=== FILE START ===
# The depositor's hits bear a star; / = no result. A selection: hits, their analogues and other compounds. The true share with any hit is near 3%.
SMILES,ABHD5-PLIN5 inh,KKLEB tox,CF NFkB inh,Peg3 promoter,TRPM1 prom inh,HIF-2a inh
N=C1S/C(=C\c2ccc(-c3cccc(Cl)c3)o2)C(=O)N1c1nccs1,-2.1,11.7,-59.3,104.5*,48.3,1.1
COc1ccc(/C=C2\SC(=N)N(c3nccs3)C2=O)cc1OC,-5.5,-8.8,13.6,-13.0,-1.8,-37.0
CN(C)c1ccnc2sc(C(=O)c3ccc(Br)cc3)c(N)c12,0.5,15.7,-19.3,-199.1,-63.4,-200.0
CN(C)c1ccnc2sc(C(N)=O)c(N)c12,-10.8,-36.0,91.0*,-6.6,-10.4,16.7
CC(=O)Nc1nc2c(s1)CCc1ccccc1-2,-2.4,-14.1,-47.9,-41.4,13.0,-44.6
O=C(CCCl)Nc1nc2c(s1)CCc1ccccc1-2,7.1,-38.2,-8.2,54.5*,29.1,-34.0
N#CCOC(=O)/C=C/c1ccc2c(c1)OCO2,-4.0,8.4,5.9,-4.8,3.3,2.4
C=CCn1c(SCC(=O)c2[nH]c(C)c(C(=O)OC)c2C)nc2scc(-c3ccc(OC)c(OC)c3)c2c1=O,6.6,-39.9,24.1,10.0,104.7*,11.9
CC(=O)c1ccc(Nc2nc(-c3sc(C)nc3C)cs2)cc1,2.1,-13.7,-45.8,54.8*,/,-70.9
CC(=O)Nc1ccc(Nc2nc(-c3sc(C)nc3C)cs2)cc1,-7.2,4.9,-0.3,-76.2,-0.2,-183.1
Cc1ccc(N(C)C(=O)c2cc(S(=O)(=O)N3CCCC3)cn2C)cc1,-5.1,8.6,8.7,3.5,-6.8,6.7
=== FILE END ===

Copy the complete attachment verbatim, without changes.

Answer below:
# The depositor's hits bear a star; / = no result. A selection: hits, their analogues and other compounds. The true share with any hit is near 3%.
SMILES,ABHD5-PLIN5 inh,KKLEB tox,CF NFkB inh,Peg3 promoter,TRPM1 prom inh,HIF-2a inh
N=C1S/C(=C\c2ccc(-c3cccc(Cl)c3)o2)C(=O)N1c1nccs1,-2.1,11.7,-59.3,104.5*,48.3,1.1
COc1ccc(/C=C2\SC(=N)N(c3nccs3)C2=O)cc1OC,-5.5,-8.8,13.6,-13.0,-1.8,-37.0
CN(C)c1ccnc2sc(C(=O)c3ccc(Br)cc3)c(N)c12,0.5,15.7,-19.3,-199.1,-63.4,-200.0
CN(C)c1ccnc2sc(C(N)=O)c(N)c12,-10.8,-36.0,91.0*,-6.6,-10.4,16.7
CC(=O)Nc1nc2c(s1)CCc1ccccc1-2,-2.4,-14.1,-47.9,-41.4,13.0,-44.6
O=C(CCCl)Nc1nc2c(s1)CCc1ccccc1-2,7.1,-38.2,-8.2,54.5*,29.1,-34.0
N#CCOC(=O)/C=C/c1ccc2c(c1)OCO2,-4.0,8.4,5.9,-4.8,3.3,2.4
C=CCn1c(SCC(=O)c2[nH]c(C)c(C(=O)OC)c2C)nc2scc(-c3ccc(OC)c(OC)c3)c2c1=O,6.6,-39.9,24.1,10.0,104.7*,11.9
CC(=O)c1ccc(Nc2nc(-c3sc(C)nc3C)cs2)cc1,2.1,-13.7,-45.8,54.8*,/,-70.9
CC(=O)Nc1ccc(Nc2nc(-c3sc(C)nc3C)cs2)cc1,-7.2,4.9,-0.3,-76.2,-0.2,-183.1
Cc1ccc(N(C)C(=O)c2cc(S(=O)(=O)N3CCCC3)cn2C)cc1,-5.1,8.6,8.7,3.5,-6.8,6.7